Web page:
Unpatched Fortinet Bug Allows Firewall Takeovers

The OS command-injection bug, in the web application firewall (WAF) platform known as FortiWeb, will get a patch this week.

UPDATE

An unpatched OS command-injection security vulnerability has been disclosed in Fortinet’s web application firewall (WAF) platform, known as FortiWeb. It could allow privilege escalation and full device takeover, researchers said.

FortiWeb is a cybersecurity defense platform, aimed at protecting business-critical web applications from attacks that target known and unknown vulnerabilities. The firewall has been to keep up with the deployment of new or updated features, or the addition of new web APIs, according to Fortinet.

The bug (CVE pending) exists in FortiWeb’s management interface (version 6.3.11 and prior), and carries a CVSSv3 base score of 8.7 out of 10, making it high-severity. It can allow a remote, authenticated attacker to execute arbitrary commands on the system, via the SAML server configuration page, according to Rapid7 researcher William Vu who discovered the bug.

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“Note that while authentication is a prerequisite for this exploit, this vulnerability could be combined with another authentication-bypass issue, such as CVE-2020-29015,” according to a Tuesday writeup on the issue.

Once attackers are authenticated to the management interface of the FortiWeb device, they can smuggle commands using backticks in the “Name” field of the SAML Server configuration page. These commands are then executed as the root user of the underlying operating system.

“An attacker can leverage this vulnerability to take complete control of the affected device, with the highest possible privileges,” according to the writeup. “They might install a persistent shell, crypto mining software, or other malicious software.”

The damage could be worse if the management interface is exposed to the internet: Rapid7 noted that attackers could pivot to the wider network in that case. However, Rapid7 researchers identified less than three hundred appliances that appeared to be doing so.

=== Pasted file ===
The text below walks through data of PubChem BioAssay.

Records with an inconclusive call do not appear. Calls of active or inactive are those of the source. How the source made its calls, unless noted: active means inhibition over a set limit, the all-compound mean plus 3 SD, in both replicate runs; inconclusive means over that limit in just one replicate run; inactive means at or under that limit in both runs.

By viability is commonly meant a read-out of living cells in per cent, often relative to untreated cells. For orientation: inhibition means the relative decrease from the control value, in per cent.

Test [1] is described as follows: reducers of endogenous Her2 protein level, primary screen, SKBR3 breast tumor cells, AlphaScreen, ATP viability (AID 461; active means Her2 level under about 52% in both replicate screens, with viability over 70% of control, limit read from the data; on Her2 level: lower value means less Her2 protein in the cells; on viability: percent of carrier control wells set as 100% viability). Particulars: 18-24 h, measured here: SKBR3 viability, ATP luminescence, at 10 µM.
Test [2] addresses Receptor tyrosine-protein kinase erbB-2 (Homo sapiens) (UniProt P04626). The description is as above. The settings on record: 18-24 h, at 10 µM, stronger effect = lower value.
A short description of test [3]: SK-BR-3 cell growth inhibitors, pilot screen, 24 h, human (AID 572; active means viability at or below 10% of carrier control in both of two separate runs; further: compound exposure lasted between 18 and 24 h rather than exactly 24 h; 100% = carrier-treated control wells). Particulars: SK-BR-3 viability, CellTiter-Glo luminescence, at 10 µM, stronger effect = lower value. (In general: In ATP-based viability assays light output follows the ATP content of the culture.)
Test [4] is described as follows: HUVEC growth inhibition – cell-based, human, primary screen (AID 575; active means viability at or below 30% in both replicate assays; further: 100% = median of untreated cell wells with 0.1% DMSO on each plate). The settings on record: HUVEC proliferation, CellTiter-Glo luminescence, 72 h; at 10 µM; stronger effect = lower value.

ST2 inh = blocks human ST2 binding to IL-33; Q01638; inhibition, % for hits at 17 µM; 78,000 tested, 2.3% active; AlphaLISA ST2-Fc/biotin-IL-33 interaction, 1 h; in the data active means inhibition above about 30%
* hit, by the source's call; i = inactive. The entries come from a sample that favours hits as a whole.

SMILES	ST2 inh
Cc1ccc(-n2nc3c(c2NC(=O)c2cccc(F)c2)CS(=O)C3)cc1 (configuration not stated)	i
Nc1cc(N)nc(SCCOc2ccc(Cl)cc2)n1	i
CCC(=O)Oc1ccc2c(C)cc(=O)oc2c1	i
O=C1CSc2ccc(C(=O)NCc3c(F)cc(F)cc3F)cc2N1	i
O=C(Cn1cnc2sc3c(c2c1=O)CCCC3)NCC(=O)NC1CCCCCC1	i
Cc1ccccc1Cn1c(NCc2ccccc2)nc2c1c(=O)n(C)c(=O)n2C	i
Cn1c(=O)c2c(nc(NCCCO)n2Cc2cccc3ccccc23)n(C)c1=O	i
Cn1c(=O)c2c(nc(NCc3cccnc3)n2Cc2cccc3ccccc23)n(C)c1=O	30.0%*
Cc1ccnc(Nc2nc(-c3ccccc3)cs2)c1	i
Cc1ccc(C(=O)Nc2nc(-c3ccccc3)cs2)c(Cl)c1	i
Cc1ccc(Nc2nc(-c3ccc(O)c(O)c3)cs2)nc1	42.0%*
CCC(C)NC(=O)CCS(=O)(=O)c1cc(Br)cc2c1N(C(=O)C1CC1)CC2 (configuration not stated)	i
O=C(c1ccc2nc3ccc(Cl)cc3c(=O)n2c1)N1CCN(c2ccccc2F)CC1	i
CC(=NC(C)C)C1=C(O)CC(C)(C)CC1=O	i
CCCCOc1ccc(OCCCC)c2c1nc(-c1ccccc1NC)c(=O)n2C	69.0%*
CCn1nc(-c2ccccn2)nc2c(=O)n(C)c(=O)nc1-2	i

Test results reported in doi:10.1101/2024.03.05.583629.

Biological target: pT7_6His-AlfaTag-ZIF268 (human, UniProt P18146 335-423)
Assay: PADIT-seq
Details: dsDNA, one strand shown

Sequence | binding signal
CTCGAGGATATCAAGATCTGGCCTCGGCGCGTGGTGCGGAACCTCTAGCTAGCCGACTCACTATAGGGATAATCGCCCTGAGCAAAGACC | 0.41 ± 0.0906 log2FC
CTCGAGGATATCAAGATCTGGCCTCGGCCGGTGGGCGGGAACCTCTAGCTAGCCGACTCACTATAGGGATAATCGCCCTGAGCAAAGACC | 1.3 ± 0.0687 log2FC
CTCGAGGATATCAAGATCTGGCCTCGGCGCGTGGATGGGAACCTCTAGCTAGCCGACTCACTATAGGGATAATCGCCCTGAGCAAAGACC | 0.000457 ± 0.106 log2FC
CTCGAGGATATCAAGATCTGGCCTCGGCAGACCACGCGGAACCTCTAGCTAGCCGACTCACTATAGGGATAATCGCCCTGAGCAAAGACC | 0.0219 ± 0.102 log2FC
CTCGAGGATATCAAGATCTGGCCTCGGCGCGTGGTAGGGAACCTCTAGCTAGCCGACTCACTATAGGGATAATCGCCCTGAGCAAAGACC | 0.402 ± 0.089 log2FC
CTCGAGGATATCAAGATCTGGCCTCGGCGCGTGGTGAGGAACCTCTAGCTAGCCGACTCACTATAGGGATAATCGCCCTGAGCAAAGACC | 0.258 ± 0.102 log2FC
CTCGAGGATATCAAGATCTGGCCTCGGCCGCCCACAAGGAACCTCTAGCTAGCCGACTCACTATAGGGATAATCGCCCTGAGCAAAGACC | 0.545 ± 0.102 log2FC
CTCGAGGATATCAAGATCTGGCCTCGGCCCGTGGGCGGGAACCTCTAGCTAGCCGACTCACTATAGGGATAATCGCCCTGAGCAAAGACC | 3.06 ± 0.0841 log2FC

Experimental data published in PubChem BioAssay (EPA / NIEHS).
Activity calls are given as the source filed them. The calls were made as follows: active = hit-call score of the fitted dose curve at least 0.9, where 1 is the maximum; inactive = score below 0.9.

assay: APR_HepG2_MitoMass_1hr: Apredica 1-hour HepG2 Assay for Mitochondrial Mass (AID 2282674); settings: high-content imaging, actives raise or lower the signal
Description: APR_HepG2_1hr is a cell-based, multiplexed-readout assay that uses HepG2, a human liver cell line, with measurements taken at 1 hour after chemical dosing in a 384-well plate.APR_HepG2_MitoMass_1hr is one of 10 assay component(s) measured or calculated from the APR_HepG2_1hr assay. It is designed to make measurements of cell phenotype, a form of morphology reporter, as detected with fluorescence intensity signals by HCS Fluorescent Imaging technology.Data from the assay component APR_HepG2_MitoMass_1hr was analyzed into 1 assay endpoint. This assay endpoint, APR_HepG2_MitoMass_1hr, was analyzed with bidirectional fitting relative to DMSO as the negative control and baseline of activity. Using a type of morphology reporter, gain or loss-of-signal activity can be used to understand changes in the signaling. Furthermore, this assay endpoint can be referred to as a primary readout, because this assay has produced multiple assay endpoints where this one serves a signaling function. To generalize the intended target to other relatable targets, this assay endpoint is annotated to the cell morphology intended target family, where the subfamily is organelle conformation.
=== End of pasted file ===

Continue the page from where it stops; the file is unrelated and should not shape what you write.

In the analysis, Vu provided a proof-of-concept exploit code, which uses an HTTP POST request and response.

In light of the disclosure, Fortinet has sped up plans to release a fix for the problem with FortiWeb 6.4.1 — originally planned for the end of August, it will now be available by the end of the week.

“We are working to deliver immediate notification of a workaround to customers and a patch released by the end of the week,” it said in a statement provided to Threatpost.

The firm also noted that Rapid7’s disclosure was a bit of a surprise given vulnerability-disclosure norms in the industry.

“The security of our customers is always our first priority. Fortinet recognizes the important role of independent security researchers who work closely with vendors to protect the cybersecurity ecosystem in alignment with their responsible disclosure policies. In addition to directly communicating with researchers, our disclosure policy is clearly outlined on the Fortinet PSIRT Policy page, which includes asking incident submitters to maintain strict confidentiality until complete resolutions are available for customers. As such, we had expected that Rapid7 hold any findings prior to the end of the our 90-day Responsible disclosure window.  We regret that in this instance, individual research was fully disclosed without adequate notification prior to the 90-day window.”

For now, Rapid7 offered straightforward advice:

“In the absence of a patch, users are advised to disable the FortiWeb device’s management interface from untrusted networks, which would include the internet,” according to Rapid7. “Generally speaking, management interfaces for devices like FortiWeb should not be exposed directly to the internet anyway — instead, they should be reachable only via trusted, internal networks, or over a secure VPN connection.”

The Rapid7 researchers said that the vulnerability appears to be related to CVE-2021-22123, which was patched in June.

Fortinet: Popular for Exploit

The vendor is no stranger to cybersecurity bugs in its platforms, and Fortinet’s cybersecurity products are popular as exploitation avenues with cyberattackers, including nation-state actors. Users should prepare to patch quickly.

In April, the FBI and the Cybersecurity and Infrastructure Security Agency (CISA) warned that various advanced persistent threats (APTs) were actively exploiting three security vulnerabilities in the Fortinet SSL VPN for espionage. Exploits for CVE-2018-13379, CVE-2019-5591 and CVE-2020-12812 were being used for to gain a foothold within networks before moving laterally and carrying out recon, they warned.

One of those bugs, a Fortinet vulnerability in FortiOS, was also seen being used to deliver a new ransomware strain, dubbed Cring, that is targeting industrial enterprises across Europe.

This post was updated August 18 at 1:30 p.m. ET with a statement from Fortinet.

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